What are Sustainable Construction Documents?
What are Sustainable Construction Documents?
Everything you’ve always wanted to know about Sustainable Construction Documents, but were afraid to ask.
An Architects Explains Sustainable Construction Documents
From time to time I find myself explaining the process and make up of sustainable construction documents to various people. So it recently occurred to me that it would be good to turn this into a blog for everyone’s benefit. This way, I can just point folks to this article and they in turn can always come back to refresh their memories.
So what are “sustainable construction documents” and why are the needed? Construction Documents (CDs) are how the architect and engineering team convey their ideas and necessary building information to the construction team. They are an instrument of communication and are a combination of words and graphics. While legal contracts, procedural and administrative information for a project are also part of the “Construction Documents (CDs)”, in this blog I will focus mainly on Drawings and Specifications. These two parts of the CDs are where the building itself is described in a high level of detail.
Drawings (a.k.a. Blueprints) are the graphic part of the CDs and are divided in to the following ‘main’ categories:
Sustainable Architectural – developed by the architect and conveys information about building shape, size, dimensions, materials used at every location inside and outside the building, the layout of each floor and roof and location of the building on property.
Sustainable Civil Engineering– developed by the Civil Engineer and deals with the property (i.e. land around the building). These show the location of and means of connecting to storm drain, sewer, water, and electricity. If the property is sloped (or needs to be sloped), this information is conveyed on these drawings as well.
Sustainable Landscape Architecture – These drawings are developed by the Landscaping Architect and contain information on the plants to be used at various locations around the property. An irrigation professional develops and provides irrigation drawings as part of the landscape drawings.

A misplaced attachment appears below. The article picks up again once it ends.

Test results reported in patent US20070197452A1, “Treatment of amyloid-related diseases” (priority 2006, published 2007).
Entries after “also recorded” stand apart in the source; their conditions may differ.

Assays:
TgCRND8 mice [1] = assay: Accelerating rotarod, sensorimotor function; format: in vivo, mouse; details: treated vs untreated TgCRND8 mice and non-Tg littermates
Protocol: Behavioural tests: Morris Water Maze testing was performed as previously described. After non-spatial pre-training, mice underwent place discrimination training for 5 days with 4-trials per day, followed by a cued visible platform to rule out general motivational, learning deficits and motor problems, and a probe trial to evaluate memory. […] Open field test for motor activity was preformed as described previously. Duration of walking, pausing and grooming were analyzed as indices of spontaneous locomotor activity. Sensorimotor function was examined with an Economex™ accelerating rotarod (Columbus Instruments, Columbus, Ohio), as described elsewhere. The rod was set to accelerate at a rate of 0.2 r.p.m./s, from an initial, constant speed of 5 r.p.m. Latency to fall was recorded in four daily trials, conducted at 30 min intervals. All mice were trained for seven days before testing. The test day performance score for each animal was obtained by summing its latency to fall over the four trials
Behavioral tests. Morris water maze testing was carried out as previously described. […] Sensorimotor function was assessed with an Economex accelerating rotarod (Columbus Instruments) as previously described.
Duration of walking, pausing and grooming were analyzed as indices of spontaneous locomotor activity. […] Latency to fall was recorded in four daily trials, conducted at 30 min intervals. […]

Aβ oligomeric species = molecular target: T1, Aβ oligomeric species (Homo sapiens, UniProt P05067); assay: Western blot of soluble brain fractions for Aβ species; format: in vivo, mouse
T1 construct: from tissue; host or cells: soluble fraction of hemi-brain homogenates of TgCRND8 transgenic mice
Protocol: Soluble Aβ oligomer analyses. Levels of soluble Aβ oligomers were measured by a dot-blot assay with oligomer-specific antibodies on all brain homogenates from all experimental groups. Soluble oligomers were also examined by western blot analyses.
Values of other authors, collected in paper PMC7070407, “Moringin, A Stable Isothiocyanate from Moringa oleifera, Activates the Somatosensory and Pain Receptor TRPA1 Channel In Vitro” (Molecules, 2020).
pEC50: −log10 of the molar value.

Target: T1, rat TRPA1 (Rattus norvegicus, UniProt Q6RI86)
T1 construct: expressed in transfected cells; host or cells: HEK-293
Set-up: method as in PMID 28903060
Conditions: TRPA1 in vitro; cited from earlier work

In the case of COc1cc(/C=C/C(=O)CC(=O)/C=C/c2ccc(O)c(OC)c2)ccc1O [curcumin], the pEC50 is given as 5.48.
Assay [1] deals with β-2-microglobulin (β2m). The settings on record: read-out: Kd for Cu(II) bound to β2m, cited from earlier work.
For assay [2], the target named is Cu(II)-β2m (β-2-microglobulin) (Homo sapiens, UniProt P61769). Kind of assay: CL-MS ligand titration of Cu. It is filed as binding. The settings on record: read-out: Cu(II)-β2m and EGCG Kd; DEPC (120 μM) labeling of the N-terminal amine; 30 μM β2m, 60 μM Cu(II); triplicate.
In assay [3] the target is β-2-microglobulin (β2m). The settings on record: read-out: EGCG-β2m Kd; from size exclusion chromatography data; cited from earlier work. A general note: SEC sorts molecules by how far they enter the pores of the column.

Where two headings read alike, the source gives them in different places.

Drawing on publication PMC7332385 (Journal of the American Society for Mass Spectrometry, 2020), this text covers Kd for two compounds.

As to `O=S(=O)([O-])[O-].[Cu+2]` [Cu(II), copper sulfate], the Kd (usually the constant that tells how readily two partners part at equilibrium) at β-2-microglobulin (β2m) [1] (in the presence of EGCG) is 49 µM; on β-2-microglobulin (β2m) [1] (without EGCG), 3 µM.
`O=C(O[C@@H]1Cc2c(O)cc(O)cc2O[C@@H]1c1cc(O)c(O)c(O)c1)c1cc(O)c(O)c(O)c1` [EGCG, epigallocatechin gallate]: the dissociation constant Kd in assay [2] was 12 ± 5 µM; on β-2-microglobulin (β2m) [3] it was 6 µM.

Sustainable Structural Engineering– these are developed by the Structural Engineer and contain information on how the building is supported and anchored in place, and how it holds itself up against forces of nature and the weight of people and things.
Sustainable Mechanical Engineering– These drawings contain information about how the building will be heated, cooled and supplied with adequate fresh air for its many inhabitants. These drawings are prepared by the Mechanical Engineer.
Sustainable Electrical Engineering– These drawings are from the Electrical Engineer and tell the builder how the building and numerous equipment inside it, will be powered. They also contain information about lights in the building.
Sustainable Plumbing – these drawings are by the Plumbing Engineer and contain information about the water supply and waste piping in the building. The design and construction of these pipes ensures that every faucet has water and toilets have their waste carried safely away.
Specifications have no graphics, they are 100% word documents in the form of a book and are divided into “Divisions”
Divisions 0 & 1: are the “front end” of the specs and contain the index, instructions to the contractor for bidding, contractual information such as warranties, regulations, etc. This is mainly information that is being conveyed to the builder on the Owner’s behalf.
Divisions 3 – 10: are technical divisions with information about each product to be used to put the building together and how it should be installed.
Divisions 11 – 17: deal with all the equipment, wiring, cabling, inside the building, furnishings, elevators, heating and cooling equipment.
Each specification division is sub divided into “sections”. For example, section 09900 on Painting in Division 9 of the specifications book. And finally, each specification section is set up in 3 parts – General, Products and Execution. The General sub-section tells the contractor which other specification sections are related to this section. Products sub-section tells the contractor which specific product the architectural and engineering team has used as the basis for their designs and which other substitutions they will accept. Execution sub-section talks about how the product has to be installed and what constitutes as good workmanship.
The above classification is what you will see in non-residential projects. Residential projects rarely have specifications as the home owners tend to select most of the products themselves, but some project teams do create detailed residential specifications to help ensure owner goals for sustainability are clearly spelled out in any sustainable construction documents set.
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